Kathryn Scott Fuller ’68
In 1989, nine months after taking over as executive director of the World Wildlife Fund, Kathryn Fuller told the BAM that in law school she’d idealistically avoided corporate law and banking. Advising would-be environmentalists to go to business school and spend time in developing countries, she said, “I’ve found it amusing that I really do need to understand all this: export and import regulations, national debt.” Over the past eleven years, Fuller has been immersed in all types of law and banking, organizing summits with heads of state and other government leaders, signing ground-breaking deals to dismiss national debt in return for stringent conservation laws, and lobbying to include environmental-monitoring mechanisms in international trade agreements.
Under Fuller’s direction the World Wildlife Fund (WWF) in 1997 launched what it calls the Living Planet Campaign, an ambitious blueprint for global environmental triage. Central to the plan is the identification of some 200 key habitats, or ecoregions, which, if saved, could go a long way toward preserving the planet’s biodiversity. Just three years into the project the results are astounding: Brazil, for example, has launched a ten-year, $270 million effort to save 100 million acres of the Amazon from development. And a WWF summit in Yaounde with western Congo heads of state yielded a long-range plan for a 12 million-acre network of protected areas spread across four African countries. The first success of that project came recently when Congo-Brassaville, Camaroon, and Gabon announced the setting aside of 3.85 million acres of biodiverse land.
In the Russian Far East, home of the endangered Siberian tiger, two newly protected areas total nearly a million acres. Another tiger refuge, Royal Bardia National Park in Nepal, has doubled in size, and Bhutan has announced a million-acre system of corridors that will allow tigers to roam freely among its parks. Russian antipoaching efforts supported by the WWF, meanwhile, have cut tiger poaching by half. For the tiger the biggest breakthrough of all may be an unprecedented conference the WWF convened with the Chinese government in Beijing, which brought together the leading manufacturers of Chinese medicine—the major market for tiger parts—to begin phasing out the use of endangered animals and animal parts in traditional medicines.Irving (Strasmich) Stowe ’36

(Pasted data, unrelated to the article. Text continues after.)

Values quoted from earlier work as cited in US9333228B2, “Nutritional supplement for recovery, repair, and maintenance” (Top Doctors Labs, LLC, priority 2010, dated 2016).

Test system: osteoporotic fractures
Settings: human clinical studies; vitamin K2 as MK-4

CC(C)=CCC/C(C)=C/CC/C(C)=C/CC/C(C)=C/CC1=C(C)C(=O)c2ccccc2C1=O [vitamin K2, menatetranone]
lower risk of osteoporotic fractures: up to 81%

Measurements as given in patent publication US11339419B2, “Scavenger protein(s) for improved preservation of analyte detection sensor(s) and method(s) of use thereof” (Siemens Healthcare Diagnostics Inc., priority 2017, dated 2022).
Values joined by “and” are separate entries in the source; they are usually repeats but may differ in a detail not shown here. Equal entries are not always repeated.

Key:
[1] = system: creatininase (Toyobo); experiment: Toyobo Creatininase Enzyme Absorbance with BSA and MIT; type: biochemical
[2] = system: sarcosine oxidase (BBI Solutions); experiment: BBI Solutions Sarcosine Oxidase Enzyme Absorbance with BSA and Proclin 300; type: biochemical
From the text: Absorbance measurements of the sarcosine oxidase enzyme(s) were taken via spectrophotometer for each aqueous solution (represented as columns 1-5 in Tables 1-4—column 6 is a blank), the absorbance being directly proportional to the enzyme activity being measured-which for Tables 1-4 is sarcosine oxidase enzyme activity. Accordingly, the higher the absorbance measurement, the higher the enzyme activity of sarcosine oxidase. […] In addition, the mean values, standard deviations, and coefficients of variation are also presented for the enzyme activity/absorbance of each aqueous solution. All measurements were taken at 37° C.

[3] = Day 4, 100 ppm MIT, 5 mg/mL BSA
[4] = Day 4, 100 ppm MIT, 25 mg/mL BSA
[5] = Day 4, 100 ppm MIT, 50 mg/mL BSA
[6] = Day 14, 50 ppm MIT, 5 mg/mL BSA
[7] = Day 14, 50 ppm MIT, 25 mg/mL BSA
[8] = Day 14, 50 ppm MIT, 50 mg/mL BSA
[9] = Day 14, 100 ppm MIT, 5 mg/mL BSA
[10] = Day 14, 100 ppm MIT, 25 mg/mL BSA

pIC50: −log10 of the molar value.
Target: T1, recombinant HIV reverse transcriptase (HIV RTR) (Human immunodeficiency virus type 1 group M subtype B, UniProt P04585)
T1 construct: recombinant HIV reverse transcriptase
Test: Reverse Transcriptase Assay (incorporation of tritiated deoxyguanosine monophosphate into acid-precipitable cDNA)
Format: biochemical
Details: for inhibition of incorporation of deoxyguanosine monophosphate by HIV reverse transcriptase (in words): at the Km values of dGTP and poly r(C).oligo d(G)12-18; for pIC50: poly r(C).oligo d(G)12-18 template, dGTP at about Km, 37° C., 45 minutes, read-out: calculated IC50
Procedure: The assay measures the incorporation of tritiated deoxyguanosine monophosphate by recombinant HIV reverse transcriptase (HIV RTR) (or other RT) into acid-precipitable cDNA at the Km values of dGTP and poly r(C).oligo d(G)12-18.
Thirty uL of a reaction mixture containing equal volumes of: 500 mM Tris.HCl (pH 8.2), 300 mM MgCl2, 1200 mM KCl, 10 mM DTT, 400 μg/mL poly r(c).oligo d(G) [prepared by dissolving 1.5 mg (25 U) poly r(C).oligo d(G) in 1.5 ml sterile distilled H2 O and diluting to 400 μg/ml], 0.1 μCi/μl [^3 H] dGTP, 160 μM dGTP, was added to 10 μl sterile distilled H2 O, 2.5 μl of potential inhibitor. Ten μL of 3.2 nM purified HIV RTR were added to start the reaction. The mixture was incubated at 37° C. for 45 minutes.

In 1961 a Quaker couple named Irving Strasmich and Dorothy Anne Rabinowitz ’42 left the United States to live in New Zealand, where they thought their family would have a greater chance of surviving a nuclear war. Five years later Strasmich (who in New Zealand had changed his name to Stowe) moved his family to Vancouver, British Columbia. Once there he intensified his antiwar activity, writing articles for an alternative newspaper called the Georgia Strait. The couple also joined the Sierra Club, becoming active in a number of local environmental battles. In 1969 they combined both causes by focusing their attention on a plan by the United States to detonate a one-megaton nuclear device beneath Amchitka Island off the west coast of Alaska.
Despite vigorous protests in British Columbia, the nuclear test was successful enough for the United States to plan a 5.2 megaton follow-up test for 1971. Stowe and Jim Bohlen, a friend and former U.S. Navy diver, searched for a more effective form of protest than the ineffectual 1969 demonstrations. Finally, Bohlen, Stowe, and their wives joined up with another friend, formed the Don’t Make a Wave committee, and developed a plan to take a boat into the test zone to stop the nuclear detonation. Then the group changed the name of their committee to something easier to remember. They called it Greenpeace.
Although Stowe and his colleagues were not successful at stopping the blast, they did succeed in capturing the imagination of activists around the world. Opposition to the Amchitka tests became so intense that President Nixon cancelled the program on the island a year later. Eventually Amchitka became a bird sanctuary, and one of the most influential environmental groups of the twentieth century had established its original and highly visible protest tactics.
After Stowe died from stomach cancer at the age of fifty-nine, newspaper editors recalled the frequent visits they received from him. Into their offices he would come, hauling his briefcase and entering with a smile that one editor described as 75 percent warmth and 25 percent determination. “The most annoying thing about a visit from Irving,” the editor wrote, “was that he was usually right, and the well-ordered trivia on page ten would have to be uprooted along with the afternoon coffee break to make way for a story about Greenpeace or against nuclear testing or in favor of the environment.”